KCU Researchers Showcase Collaboration on ALS at Local Symposium

Dec 12, 2016
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KCU’s Jingsong Zhou, PhD, professor of physiology and Abdulbaki Agbas, PhD, associate professor of biochemistry were among 14 researchers who presented during the recent Symposium on Musculoskeletal and Neuromuscular Diseases hosted by the Kansas City Musculoskeletal Diseases Consortium (KCMD) in collaboration with The Heartland Institute for Clinical and Translational Research.

The symposium brought together some of the finest minds in medical research from KCU, University of Missouri-Kansas City (UMKC) and Kansas University Medical Center (KUMC) to foster an awareness of research activities, promote research collaboration, and develop inter-institutional teams to compete for extramural funding to advance ongoing research.

Both KCU researchers have been involved with KCMD since its formation and are conducting important research on Amyotrophic Lateral Sclerosis (ALS) or Lou Gehrig’s Disease.

Zhou’s team of researchers from KCU, UMKC and KUMC are seeking greater understanding of ALS through their investigation into possible crosstalk between muscle and bone.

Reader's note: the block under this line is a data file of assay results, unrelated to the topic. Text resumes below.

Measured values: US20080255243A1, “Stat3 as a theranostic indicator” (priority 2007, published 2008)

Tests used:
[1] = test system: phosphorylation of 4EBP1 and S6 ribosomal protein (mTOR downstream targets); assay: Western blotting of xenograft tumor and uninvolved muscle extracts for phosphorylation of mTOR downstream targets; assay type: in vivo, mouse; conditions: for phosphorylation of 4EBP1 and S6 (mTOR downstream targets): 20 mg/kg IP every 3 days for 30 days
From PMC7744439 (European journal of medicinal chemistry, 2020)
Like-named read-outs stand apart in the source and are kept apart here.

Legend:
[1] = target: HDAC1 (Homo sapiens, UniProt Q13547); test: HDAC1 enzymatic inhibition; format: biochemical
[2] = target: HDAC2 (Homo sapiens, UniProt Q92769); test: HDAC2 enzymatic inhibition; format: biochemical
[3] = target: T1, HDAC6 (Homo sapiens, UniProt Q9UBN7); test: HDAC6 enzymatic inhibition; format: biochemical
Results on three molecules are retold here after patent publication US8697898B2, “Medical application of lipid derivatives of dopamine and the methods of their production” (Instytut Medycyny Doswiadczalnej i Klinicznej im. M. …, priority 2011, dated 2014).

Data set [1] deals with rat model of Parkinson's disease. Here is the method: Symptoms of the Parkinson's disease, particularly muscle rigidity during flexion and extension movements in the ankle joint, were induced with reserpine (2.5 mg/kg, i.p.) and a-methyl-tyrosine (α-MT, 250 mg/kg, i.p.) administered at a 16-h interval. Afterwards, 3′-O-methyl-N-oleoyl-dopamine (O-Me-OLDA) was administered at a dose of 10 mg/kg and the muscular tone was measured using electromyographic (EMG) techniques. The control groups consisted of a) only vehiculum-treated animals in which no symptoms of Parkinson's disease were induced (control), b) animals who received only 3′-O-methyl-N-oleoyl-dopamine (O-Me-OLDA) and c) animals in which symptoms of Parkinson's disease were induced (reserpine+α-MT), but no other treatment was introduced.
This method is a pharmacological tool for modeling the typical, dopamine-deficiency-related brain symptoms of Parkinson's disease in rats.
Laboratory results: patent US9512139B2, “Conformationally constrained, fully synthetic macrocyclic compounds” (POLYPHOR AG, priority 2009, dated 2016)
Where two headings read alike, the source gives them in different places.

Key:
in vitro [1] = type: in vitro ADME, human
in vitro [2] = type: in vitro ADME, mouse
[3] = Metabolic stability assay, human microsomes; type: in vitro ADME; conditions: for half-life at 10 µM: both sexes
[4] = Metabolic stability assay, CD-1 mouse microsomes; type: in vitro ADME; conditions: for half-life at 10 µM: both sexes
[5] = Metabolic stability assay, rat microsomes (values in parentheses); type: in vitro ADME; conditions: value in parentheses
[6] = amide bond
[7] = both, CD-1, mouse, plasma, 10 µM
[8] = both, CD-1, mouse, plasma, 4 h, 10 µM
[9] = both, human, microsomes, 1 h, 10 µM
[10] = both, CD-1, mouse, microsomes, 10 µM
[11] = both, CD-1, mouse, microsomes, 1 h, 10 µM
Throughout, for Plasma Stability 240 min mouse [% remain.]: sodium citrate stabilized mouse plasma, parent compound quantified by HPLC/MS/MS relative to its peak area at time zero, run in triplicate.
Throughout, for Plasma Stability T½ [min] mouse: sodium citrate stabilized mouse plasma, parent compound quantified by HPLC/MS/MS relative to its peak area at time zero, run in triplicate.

“Due to the nature of the rapid and severe neuromuscular symptoms, a majority of studies on ALS have focused on neurodegeneration”, said Zhou. “Very few studies have explored muscle-bone crosstalk in ALS. Understanding the functional crosstalk between muscle and bone during the progression of ALS will help to identify potential new therapeutic targets for treatment and/or improving the quality and length of life for ALS patients.”

Agbas’ team, comprised of researchers from KCU and KUMC, are approaching research from a different angle, focusing their investigation on ALS blood-based biomarkers.

 “Currently there is no definitive single test to provide an early diagnosis of ALS. Diagnosis is primarily based on observed symptoms and clinical signs,” Agbas explained. “While there is no cure, the identification of blood-based biomarkers would help identify the early presence of the disease or rate of progression in individuals with ALS and the effectiveness of therapeutic intervention when it becomes available.”

Since its inception in 2015, KCMD has focused on building upon the individual strengths of each institution in basic and clinical research to improve patient outcomes, and has been successful in developing grants to advance research funding for numerous projects. During the symposium, KCMD announced grants for 2017 that will support the development of additional research proposals to external agencies for future funding.

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